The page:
In Hanna, the district court granted summary judgment to the defendant executor in a federal diversity action as a result of the plaintiff's failure to serve the defendant as required by Massachusetts state law. In an effort to encourage the speedy settlement of estates, Massachusetts had enacted a law requiring the hand delivery of complaints to executors of estates. Id. at 462 n. 1, 85 S. Ct. 1136. Plaintiff challenged summary judgment based on her failure to personally deliver the complaint to the executor, arguing that service of the complaint upon the executor's wife at his home in compliance with Federal Rule of Civil Procedure 4 was sufficient. The First Circuit Court of Appeals upheld the summary judgment based on Erie and its progeny, finding that the "recent amendments to [the Massachusetts law] evince[d] a clear legislative purpose to require personal notification." Thus, the court concluded that the conflict between federal and state rules related to a "substantive" matter rather than a "procedural" one and affirmed the judgment.

Because Rule 4 of the Federal Rules of Civil Procedure would have governed the propriety of the plaintiff's service of the executor in the absence of the Massachusetts law, the state law at issue conflicted with the requirements of the Federal Rules of Civil Procedure. Id. at 465, 85 S. Ct. 1136. The Hanna court explained that Erie had never "commanded displacement of a Federal Rule by an inconsistent state rule." Id. at 470, 85 S. Ct. 1136. The Court held that:

 
When a situation is covered by one of the Federal Rules, the question facing the court is a far cry from the typical, relatively unguided Erie choice: the court has been instructed to apply the Federal Rule and can refuse to do so only if the Advisory Committee, this Court, and Congress erred in their prima facie judgment that the Rule in question transgresses neither the terms of the Enabling Act nor constitutional restrictions.

Id. at 471, 85 S. Ct. 1136. The Court, therefore, found that the less restrictive Federal Rule regarding service applied in the federal diversity case despite the substantive policy behind the Massachusetts law and reversed the summary judgment in favor of the Defendant. The Court further explained that "[t]o hold that a Federal Rule of Civil Procedure must cease to function whenever it alters the mode of enforcing state-created rights would be to disembowel either the Constitution's grant of power over federal procedure or Congress' attempt to exercise that power in the Enabling Act." Id. at 473-74, 85 S. Ct. 1136. Therefore, federal courts should apply the Federal Rules to the exclusion of any contrary state procedure as long as the Rule is both constitutional and within the scope of the enabling act. Ferrero v. Associated Materials, Inc., 923 F.2d 1441, 1448 (11th Cir.1991) (citing Hanna).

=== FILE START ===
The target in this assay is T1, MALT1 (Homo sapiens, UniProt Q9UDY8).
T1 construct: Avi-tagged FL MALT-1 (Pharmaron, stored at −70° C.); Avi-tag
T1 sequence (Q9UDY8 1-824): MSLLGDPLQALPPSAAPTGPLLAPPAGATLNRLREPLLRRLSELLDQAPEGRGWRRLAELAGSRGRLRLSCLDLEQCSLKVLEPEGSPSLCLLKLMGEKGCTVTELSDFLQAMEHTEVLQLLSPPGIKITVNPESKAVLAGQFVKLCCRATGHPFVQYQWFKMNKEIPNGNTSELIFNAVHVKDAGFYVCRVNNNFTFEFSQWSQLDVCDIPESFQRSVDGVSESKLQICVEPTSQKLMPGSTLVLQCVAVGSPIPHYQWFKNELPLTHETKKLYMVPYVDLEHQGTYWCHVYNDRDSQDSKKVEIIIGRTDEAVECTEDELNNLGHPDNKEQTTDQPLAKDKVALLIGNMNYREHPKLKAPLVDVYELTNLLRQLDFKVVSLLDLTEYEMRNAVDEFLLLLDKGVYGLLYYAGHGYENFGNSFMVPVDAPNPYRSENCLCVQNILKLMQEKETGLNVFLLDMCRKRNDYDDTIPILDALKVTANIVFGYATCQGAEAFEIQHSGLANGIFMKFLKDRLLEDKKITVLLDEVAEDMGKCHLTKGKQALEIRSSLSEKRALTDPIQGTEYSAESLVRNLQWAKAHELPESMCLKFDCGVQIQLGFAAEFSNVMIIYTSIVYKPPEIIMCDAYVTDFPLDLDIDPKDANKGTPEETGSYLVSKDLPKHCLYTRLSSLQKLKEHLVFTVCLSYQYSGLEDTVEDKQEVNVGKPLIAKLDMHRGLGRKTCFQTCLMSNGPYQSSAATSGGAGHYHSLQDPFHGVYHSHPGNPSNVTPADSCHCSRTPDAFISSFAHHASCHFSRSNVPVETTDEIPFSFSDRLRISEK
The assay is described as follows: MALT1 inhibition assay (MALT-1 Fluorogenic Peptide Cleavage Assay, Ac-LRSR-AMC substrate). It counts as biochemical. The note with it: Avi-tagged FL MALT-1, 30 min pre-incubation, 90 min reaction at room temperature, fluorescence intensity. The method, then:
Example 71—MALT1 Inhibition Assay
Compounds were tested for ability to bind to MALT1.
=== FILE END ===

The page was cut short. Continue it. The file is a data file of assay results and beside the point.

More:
Based on the rule of Hanna, the Georgia expert affidavit requirement does not apply in this federal proceeding. As noted by the Eleventh Circuit, Federal Rule of Civil Procedure 8(a) would govern a professional malpractice plaintiff's pleading requirements in the absence of the state created affidavit requirement. See Brown v. Nichols, 8 F.3d 770, 773 (11th Cir.1993) ("If the Georgia law [requiring an expert affidavit] does not apply, the sufficiency of Brown's complaint is measured by Fed.R.Civ.P. 8(a)."). Rule 8(a) requires only a "short and plain claim that the pleader is entitled to relief" and does not require a pleader to "set out in detail the facts upon which he bases his claim." Id. Therefore, the expert affidavit which requires specific allegations of negligence *1361 is in direct conflict with the notice pleading standard of Federal Rule 8(a).

Like the state law in Hanna, Georgia's expert affidavit requirement creates a higher standard for plaintiffs seeking to initiate a particular type of action than the conflicting Federal Rule. Like the Massachusetts law in Hanna, the affidavit requirement reflects a substantive policy of the State of Georgia with respect to tort reform. Nonetheless, Rule 8(a) controls the Plaintiff's pleading burden in the instant case. "When, because the plaintiff happens to be a non-resident, ... [a state created] right is enforceable in a federal as well as in a State court, the forms and mode of enforcing the right may at times, naturally enough, vary because the two judicial systems are not identical." Hanna 380 U.S. at 473, 85 S. Ct. 1136 (quoting Guaranty Trust Co. of New York v. York, 326 U.S. 99, 108, 65 S. Ct. 1464, 89 L. Ed. 2079 (1945)).